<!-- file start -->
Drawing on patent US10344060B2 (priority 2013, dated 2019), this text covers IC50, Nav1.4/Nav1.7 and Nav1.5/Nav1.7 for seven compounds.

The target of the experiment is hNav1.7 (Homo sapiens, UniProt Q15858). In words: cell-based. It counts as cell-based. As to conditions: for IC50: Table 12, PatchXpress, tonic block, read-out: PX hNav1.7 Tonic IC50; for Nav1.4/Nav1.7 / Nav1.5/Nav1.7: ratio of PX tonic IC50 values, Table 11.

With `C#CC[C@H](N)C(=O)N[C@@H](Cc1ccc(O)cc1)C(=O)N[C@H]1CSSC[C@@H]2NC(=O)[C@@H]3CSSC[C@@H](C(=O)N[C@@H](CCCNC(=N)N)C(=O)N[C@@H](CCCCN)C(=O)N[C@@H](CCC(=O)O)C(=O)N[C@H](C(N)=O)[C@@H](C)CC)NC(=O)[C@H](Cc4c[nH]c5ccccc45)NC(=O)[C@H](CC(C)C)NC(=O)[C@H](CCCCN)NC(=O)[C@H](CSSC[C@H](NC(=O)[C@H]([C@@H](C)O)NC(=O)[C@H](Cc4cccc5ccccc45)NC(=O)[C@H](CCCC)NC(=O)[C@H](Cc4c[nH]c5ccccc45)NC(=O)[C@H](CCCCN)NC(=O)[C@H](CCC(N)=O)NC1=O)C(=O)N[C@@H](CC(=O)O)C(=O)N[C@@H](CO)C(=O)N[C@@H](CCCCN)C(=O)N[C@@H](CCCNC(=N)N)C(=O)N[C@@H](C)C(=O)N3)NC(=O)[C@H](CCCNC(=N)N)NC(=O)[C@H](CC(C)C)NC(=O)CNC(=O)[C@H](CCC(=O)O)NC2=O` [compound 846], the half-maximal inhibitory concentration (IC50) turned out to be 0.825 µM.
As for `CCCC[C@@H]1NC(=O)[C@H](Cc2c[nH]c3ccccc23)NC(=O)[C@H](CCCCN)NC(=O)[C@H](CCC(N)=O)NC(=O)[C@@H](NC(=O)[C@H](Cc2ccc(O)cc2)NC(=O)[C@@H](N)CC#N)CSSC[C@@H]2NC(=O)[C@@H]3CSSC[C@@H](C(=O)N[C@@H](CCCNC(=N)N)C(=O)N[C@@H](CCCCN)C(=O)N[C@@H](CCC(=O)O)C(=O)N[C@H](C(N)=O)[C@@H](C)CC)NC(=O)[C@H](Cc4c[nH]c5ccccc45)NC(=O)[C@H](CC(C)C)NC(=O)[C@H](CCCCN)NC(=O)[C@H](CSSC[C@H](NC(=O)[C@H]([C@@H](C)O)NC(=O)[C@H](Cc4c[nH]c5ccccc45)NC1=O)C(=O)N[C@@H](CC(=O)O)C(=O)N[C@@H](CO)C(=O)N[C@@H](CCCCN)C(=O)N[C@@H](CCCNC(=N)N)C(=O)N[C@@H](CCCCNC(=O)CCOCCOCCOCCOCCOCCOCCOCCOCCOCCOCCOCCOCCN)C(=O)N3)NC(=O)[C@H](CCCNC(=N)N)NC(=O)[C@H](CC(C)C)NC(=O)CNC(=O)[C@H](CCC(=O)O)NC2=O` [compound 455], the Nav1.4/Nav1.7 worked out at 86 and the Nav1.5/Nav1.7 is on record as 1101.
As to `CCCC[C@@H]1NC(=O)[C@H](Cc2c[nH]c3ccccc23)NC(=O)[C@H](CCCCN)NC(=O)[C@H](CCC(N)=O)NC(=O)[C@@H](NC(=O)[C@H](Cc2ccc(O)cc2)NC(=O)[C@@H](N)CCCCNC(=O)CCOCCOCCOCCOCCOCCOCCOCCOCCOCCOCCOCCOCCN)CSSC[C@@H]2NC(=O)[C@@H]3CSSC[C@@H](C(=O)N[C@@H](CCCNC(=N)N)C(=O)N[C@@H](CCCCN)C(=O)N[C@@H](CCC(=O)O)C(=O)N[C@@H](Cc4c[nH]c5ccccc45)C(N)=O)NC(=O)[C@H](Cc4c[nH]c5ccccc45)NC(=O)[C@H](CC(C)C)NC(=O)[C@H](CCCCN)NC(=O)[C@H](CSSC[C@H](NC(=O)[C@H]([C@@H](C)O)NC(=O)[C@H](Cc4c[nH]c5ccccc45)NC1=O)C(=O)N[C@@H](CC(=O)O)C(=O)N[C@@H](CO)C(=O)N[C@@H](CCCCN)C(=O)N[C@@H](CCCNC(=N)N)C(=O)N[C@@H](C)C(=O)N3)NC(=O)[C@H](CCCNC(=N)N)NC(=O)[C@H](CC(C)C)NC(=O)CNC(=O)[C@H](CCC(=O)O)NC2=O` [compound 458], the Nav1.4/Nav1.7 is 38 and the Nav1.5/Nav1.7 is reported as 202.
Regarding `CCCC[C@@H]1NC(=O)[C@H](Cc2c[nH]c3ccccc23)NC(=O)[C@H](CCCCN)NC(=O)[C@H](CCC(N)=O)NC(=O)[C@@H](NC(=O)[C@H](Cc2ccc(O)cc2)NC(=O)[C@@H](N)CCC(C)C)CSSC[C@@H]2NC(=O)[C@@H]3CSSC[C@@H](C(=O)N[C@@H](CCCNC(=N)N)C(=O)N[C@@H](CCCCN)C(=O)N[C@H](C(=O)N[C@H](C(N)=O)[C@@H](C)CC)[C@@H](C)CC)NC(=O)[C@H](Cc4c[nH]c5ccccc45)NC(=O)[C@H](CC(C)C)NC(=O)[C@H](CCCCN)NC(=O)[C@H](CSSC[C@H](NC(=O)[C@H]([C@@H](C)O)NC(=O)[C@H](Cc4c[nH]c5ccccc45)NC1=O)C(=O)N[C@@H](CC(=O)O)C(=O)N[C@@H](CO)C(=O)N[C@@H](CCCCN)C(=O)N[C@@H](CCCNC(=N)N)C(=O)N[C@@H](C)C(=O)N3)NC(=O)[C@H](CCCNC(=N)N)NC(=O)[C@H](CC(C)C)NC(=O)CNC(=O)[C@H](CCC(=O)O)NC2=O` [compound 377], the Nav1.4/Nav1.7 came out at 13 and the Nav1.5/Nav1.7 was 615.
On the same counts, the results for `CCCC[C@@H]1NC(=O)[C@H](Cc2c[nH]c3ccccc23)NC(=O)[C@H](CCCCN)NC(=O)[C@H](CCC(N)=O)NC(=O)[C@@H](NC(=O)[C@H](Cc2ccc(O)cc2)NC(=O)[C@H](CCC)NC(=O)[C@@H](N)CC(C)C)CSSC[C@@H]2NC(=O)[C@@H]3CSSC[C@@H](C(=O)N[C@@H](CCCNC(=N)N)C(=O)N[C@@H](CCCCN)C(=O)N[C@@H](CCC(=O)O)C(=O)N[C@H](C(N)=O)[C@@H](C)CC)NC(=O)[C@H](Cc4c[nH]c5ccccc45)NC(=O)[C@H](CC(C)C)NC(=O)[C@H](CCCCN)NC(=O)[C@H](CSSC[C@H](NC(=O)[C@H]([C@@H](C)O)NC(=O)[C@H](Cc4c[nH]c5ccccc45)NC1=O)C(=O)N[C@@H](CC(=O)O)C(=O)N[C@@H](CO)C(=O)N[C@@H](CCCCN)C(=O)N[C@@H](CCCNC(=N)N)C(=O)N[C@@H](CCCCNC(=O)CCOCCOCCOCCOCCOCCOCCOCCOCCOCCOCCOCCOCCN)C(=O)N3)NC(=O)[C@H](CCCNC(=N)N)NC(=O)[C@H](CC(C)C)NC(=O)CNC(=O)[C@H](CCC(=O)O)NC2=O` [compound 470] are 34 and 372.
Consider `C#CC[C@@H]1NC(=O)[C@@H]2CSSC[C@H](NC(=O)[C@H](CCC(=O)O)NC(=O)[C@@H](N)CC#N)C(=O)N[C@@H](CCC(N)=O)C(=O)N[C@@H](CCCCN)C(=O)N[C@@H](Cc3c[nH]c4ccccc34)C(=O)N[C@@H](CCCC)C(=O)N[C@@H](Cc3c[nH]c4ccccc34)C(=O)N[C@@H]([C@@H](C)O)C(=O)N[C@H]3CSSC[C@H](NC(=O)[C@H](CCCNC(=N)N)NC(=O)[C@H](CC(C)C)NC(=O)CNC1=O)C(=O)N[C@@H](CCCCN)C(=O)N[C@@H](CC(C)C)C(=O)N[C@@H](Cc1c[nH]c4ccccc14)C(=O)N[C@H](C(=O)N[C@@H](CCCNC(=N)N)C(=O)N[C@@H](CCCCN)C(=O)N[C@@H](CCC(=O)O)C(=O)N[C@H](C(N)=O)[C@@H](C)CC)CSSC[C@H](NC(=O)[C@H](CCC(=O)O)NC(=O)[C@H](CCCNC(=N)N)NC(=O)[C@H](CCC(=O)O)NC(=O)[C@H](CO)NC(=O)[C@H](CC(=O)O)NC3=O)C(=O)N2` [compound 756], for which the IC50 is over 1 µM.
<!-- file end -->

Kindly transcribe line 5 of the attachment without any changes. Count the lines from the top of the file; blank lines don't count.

As to `CCCC[C@@H]1NC(=O)[C@H](Cc2c[nH]c3ccccc23)NC(=O)[C@H](CCCCN)NC(=O)[C@H](CCC(N)=O)NC(=O)[C@@H](NC(=O)[C@H](Cc2ccc(O)cc2)NC(=O)[C@@H](N)CCCCNC(=O)CCOCCOCCOCCOCCOCCOCCOCCOCCOCCOCCOCCOCCN)CSSC[C@@H]2NC(=O)[C@@H]3CSSC[C@@H](C(=O)N[C@@H](CCCNC(=N)N)C(=O)N[C@@H](CCCCN)C(=O)N[C@@H](CCC(=O)O)C(=O)N[C@@H](Cc4c[nH]c5ccccc45)C(N)=O)NC(=O)[C@H](Cc4c[nH]c5ccccc45)NC(=O)[C@H](CC(C)C)NC(=O)[C@H](CCCCN)NC(=O)[C@H](CSSC[C@H](NC(=O)[C@H]([C@@H](C)O)NC(=O)[C@H](Cc4c[nH]c5ccccc45)NC1=O)C(=O)N[C@@H](CC(=O)O)C(=O)N[C@@H](CO)C(=O)N[C@@H](CCCCN)C(=O)N[C@@H](CCCNC(=N)N)C(=O)N[C@@H](C)C(=O)N3)NC(=O)[C@H](CCCNC(=N)N)NC(=O)[C@H](CC(C)C)NC(=O)CNC(=O)[C@H](CCC(=O)O)NC2=O` [compound 458], the Nav1.4/Nav1.7 is 38 and the Nav1.5/Nav1.7 is reported as 202.